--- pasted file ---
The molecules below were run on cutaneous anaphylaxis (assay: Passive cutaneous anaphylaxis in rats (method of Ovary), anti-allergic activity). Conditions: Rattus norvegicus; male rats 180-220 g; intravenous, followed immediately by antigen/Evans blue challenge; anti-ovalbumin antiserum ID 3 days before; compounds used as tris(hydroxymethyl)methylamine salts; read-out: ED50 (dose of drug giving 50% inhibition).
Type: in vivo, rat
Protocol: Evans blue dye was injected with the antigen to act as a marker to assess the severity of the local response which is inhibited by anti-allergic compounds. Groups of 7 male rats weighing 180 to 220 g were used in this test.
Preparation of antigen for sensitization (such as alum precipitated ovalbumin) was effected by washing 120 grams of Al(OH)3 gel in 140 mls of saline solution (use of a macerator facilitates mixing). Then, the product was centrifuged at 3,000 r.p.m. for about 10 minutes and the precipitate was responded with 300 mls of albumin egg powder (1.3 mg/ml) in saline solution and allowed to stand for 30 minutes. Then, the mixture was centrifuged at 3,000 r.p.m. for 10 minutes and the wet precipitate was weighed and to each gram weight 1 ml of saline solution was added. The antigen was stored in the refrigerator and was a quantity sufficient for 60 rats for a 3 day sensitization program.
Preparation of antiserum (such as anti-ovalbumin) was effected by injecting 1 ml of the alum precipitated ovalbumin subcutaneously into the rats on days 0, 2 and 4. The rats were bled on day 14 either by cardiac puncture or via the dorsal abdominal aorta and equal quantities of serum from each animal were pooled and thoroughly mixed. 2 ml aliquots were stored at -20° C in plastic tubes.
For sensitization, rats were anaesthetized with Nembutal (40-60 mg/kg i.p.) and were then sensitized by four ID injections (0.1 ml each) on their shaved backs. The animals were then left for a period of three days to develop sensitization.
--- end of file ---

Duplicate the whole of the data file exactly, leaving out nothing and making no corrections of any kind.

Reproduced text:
The molecules below were run on cutaneous anaphylaxis (assay: Passive cutaneous anaphylaxis in rats (method of Ovary), anti-allergic activity). Conditions: Rattus norvegicus; male rats 180-220 g; intravenous, followed immediately by antigen/Evans blue challenge; anti-ovalbumin antiserum ID 3 days before; compounds used as tris(hydroxymethyl)methylamine salts; read-out: ED50 (dose of drug giving 50% inhibition).
Type: in vivo, rat
Protocol: Evans blue dye was injected with the antigen to act as a marker to assess the severity of the local response which is inhibited by anti-allergic compounds. Groups of 7 male rats weighing 180 to 220 g were used in this test.
Preparation of antigen for sensitization (such as alum precipitated ovalbumin) was effected by washing 120 grams of Al(OH)3 gel in 140 mls of saline solution (use of a macerator facilitates mixing). Then, the product was centrifuged at 3,000 r.p.m. for about 10 minutes and the precipitate was responded with 300 mls of albumin egg powder (1.3 mg/ml) in saline solution and allowed to stand for 30 minutes. Then, the mixture was centrifuged at 3,000 r.p.m. for 10 minutes and the wet precipitate was weighed and to each gram weight 1 ml of saline solution was added. The antigen was stored in the refrigerator and was a quantity sufficient for 60 rats for a 3 day sensitization program.
Preparation of antiserum (such as anti-ovalbumin) was effected by injecting 1 ml of the alum precipitated ovalbumin subcutaneously into the rats on days 0, 2 and 4. The rats were bled on day 14 either by cardiac puncture or via the dorsal abdominal aorta and equal quantities of serum from each animal were pooled and thoroughly mixed. 2 ml aliquots were stored at -20° C in plastic tubes.
For sensitization, rats were anaesthetized with Nembutal (40-60 mg/kg i.p.) and were then sensitized by four ID injections (0.1 ml each) on their shaved backs. The animals were then left for a period of three days to develop sensitization.